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Global Peace Alliance Between Japan and the US


Okada in Hawaii for talks with Clinton over security alliance

Tuesday 12th January, 06:58 AM JST

HONOLULU — Foreign Minister Katsuya Okada is visiting Hawaii for talks with U.S. Secretary of State Hillary Clinton about the relocation of a U.S. Marine Corps base in Okinawa. Okada met with military leaders at the U.S. Pacific Command on Monday. He will also pay his respects at Punchbowl, the National Memorial Cemetery of the Pacific.

Okada will meet Clinton on Tuesday and discuss the fate of the U.S. Marine Corps airfield at Futenma in Okinawa.

The U.S. and Japan agreed in 2006 to move Futenma to another part of Okinawa. But Okinawa residents oppose the move and want the airfield shut down.

Clinton is stopping in Honolulu en route to Australia, New Zealand and Papua New Guinea.

In Tokyo, local media said that Clinton and Okada will make final arrangements for a statement stressing the crucial contribution of their alliance to global peace.

“The governments are preparing for the statement, with which Prime Minister Yukio Hatoyama and President (Barack) Obama will celebrate the 50th anniversary and commit to further deepen the alliance,” Defense Minister Toshimi Kitazawa said, according to Jiji Press.

The security treaty, signed on Jan 19, 1960, has formed the bedrock of the post-war Japan-U.S. alliance, under which pacifist Japan relies on a massive U.S. military presence to guarantee its security.

Tokyo’s relations with its most important ally have hit turbulence over the controversial Futenma air base, which Prime Minister Yukio Hatoyama has suggested should be moved off the southern island of Okinawa or even outside Japan altogether.

The center-left Hatoyama, who took power in September, has pledged to review past agreements on the US military presence, including plans to shift Futenma within Okinawa, and to deal with Washington on a more “equal” basis.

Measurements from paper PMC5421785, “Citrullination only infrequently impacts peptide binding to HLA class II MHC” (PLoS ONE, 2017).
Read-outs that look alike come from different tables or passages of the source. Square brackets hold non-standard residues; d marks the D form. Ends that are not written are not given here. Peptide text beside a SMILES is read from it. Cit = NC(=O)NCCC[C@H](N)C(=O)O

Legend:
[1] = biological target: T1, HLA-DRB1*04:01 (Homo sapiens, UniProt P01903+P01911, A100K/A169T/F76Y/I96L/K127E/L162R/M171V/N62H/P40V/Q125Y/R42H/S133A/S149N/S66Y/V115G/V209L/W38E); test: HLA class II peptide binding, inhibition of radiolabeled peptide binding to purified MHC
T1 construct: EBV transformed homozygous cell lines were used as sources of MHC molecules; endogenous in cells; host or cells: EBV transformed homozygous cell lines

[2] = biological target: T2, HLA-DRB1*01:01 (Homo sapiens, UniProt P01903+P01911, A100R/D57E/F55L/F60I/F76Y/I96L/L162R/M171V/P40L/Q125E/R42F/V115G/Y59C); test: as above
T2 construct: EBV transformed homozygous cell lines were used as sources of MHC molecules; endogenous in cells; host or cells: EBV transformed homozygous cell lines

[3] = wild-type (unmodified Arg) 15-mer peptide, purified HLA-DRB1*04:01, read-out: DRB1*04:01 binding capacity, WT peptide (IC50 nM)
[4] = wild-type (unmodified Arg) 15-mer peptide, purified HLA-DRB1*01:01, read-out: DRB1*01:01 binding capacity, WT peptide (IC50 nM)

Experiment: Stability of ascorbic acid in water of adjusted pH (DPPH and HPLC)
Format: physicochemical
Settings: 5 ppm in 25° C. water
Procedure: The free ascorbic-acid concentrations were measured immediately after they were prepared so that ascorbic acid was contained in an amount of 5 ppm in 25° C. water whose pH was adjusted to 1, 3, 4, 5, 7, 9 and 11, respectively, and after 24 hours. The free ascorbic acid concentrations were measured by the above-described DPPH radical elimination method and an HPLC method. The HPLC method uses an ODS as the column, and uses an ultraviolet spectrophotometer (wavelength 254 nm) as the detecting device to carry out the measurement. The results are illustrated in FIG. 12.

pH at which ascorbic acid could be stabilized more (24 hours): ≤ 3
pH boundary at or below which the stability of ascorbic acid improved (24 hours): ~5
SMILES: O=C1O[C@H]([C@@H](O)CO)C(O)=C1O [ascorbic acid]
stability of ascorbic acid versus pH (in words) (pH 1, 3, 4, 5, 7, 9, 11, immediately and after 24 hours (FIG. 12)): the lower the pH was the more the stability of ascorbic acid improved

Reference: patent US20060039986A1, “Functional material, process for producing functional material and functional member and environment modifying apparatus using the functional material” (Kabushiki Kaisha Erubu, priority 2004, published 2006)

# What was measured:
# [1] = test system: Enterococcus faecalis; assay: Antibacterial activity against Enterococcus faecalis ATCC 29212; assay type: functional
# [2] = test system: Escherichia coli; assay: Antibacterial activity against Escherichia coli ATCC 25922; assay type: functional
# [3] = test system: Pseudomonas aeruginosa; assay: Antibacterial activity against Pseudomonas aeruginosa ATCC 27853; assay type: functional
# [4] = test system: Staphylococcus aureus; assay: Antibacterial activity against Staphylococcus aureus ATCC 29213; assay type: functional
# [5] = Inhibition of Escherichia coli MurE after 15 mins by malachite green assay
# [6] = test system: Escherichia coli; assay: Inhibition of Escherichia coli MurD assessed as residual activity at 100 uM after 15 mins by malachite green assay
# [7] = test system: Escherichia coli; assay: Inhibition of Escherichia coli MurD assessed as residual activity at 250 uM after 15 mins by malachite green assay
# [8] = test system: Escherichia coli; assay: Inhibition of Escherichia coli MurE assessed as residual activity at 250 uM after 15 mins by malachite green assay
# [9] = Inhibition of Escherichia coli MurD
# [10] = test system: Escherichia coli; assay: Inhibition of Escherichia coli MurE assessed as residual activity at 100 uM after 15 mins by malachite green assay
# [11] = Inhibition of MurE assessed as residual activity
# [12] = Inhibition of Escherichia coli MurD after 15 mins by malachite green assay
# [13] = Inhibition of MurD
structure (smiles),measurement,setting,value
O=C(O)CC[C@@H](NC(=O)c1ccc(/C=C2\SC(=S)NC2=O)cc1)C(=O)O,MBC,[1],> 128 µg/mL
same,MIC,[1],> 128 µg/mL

The stand has raised questions about the future of the alliance.

Joseph Nye, a former senior Pentagon official, said in a commentary in the New York Times last week that Washington should proceed carefully on the base dispute.

“This is an issue with a long back story that could create a serious rift with one of our most crucial allies,” he warned.

“Some in Washington want to play hardball with the new Japanese government. But that would be unwise, for Mr Hatoyama is caught in a vise.”

Kurt Campbell, the U.S. assistant secretary of state for Asia and Pacific affairs, said Clinton and Okada will also discuss mutual security concerns over the nuclear ambitions of both North Korea and Iran.

They will also talk about China’s rising power, as well as the military junta in Myanmar.

Clinton will meet with the U.S. military’s Pacific Command and visit the USS Arizona Memorial, which commemorates the Americans who died in the Japanese attack on Dec 7, 1941 that triggered war with the United States.

She will arrive in Port Moresby on Thursday to discuss economic development and efforts to combat climate change. It will be the first visit to Papua New Guinea by a U.S. secretary of state since Madeleine Albright visited in 1998.

On Jan 15, Clinton will travel to Auckland, New Zealand, and then Melbourne and Canberra, Australia.

Highlighting the region’s growing international clout, it will be Clinton’s fourth tour of Asia since she became secretary of state one year ago.



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